(ECF 31 ¶ 136; see also ECF 37 at 3).

         American Specialty now asserts that despite the “sheer volume (138 paragraphs for a single count)” of Axis's second amended complaint, “it fails to identify which specific contract terms are at issue.” (ECF 35 at 1-2). As such, “American Specialty cannot discern from the Second Amended Complaint the factual and legal bases for its asserted breach of contract claim.” (Id. at 2). American Specialty does recognize, however, that Axis's second amended complaint details American Specialty's alleged obligations under the relevant agreements. (ECF 39 at 2). American Specialty also concedes that Axis does not need to attach copies of the written agreements at issue to its complaint. (Id. at 2-3). Nonetheless, American Specialty contends it is unable to properly answer the allegations in the second amended complaint unless the specific provisions of the agreements are directly cited to. (Id. at 3-4).[2]

         B. Legal Standard

         A party may move for a more definite statement of a pleading that is “so vague or ambiguous that the party cannot reasonably prepare a response.” Fed.R.Civ.P. 12(e). “In general, motions for a more definite statement under Rule 12(e) are appropriate when a ‘pleading fails to specify the allegations in a manner that provides sufficient notice.'” Malekpour v. LaHood, No. 12 C 6999, 2012 WL 5996375, at *1 (N.D. Ill. Nov. 30, 2012) (quoting Swierkiewicz v. Sorema N.A., 534 U.S. 506, 513 (2002)). However, “because of the availability of extensive discovery, Rule 12(e) motions are disfavored and reserved for the rare case where the answering party will not be able to frame a responsive pleading.” Couponcabin LLC v. Savings.com, Inc., No. 2:14-CV-39-TLS, 2016 WL 3181826, at *8 (N.D. Ind. June 8, 2016) (internal quotation marks omitted) (quoting Nikolic v. St. Catherine Hosp., No. 2:10 CV 406, 2011 WL 4537911, at *6 (N.D. Ind. Sept. 28, 2011)).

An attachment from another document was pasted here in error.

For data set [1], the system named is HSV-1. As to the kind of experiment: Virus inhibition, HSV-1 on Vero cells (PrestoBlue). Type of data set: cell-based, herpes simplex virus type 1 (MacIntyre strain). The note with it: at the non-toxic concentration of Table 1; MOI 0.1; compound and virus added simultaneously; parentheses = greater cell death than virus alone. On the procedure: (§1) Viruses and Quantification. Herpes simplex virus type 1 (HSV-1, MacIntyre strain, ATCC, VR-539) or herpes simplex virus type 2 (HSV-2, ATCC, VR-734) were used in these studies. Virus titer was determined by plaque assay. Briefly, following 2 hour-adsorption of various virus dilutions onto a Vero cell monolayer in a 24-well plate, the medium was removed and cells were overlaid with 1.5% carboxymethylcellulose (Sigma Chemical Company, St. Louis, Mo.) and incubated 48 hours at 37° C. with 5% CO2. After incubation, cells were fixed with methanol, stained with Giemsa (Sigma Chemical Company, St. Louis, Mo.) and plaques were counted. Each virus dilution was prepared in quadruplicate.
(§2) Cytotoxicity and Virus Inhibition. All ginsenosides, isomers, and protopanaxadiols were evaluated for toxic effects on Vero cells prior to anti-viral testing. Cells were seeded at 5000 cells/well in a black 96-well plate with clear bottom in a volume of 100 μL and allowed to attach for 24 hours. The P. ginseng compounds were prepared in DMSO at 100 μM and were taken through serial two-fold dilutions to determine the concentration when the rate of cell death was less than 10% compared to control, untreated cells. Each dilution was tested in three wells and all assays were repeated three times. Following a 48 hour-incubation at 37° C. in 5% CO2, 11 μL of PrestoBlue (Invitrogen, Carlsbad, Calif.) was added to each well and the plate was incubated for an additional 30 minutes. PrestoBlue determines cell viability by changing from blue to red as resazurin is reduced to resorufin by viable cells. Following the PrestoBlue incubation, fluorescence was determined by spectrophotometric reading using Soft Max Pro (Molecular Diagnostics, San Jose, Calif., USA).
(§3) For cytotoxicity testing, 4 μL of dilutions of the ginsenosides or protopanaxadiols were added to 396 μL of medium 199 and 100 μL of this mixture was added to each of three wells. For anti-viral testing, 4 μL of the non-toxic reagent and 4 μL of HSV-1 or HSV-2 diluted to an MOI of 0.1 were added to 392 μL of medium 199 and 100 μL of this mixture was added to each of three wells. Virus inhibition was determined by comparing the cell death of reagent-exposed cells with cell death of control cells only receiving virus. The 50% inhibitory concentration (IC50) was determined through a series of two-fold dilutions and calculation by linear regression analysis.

“To survive a Rule 12(e) motion on a contract claim, the plaintiff must recite the relevant agreement, the basic contents of that agreement, and the pertinent parties.” Emp'rs Mut. Cas. Co. v. Downey Excavation, Inc., No. 10-CV-02043-MSK-KMT, 2011 WL 1335839, at *1 (D. Colo. Apr. 7, 2011) (quoting 555 M Mfg., Inc. v. Calvin Klein, Inc., 13 F.Supp.2d. 719, 724 (N.D. Ill. 1998)). “A more definite statement is required in claims involving contracts when the ‘defendants can only guess [as] to what conduct and contract(s) [an] allegation refers.'” Defined Space, Inc. v. Lakeshore E., LLC, 797 F.Supp.2d 896, 898 (N.D. Ill. 2011) (alterations in original) (quoting Jackson Nat'l Life Ins. Co. v. Gofen & Glossberg, Inc., 882 F.Supp. 713, 726 (N.D. Ill. 1995)).

         C. Analysis

         Here American Specialty has not shown that Axis's second amended complaint is “so vague and ambiguous” that it cannot reasonably be expected to respond. While American Specialty argues that the second amended complaint lacks particularity despite its “volume, ” in under twenty pages it details a business relationship between two sophisticated entities and the facts giving rise to this dispute which began as early as 2013. (See ECF 31 ΒΆ 58). Within those pages, Axis clearly ...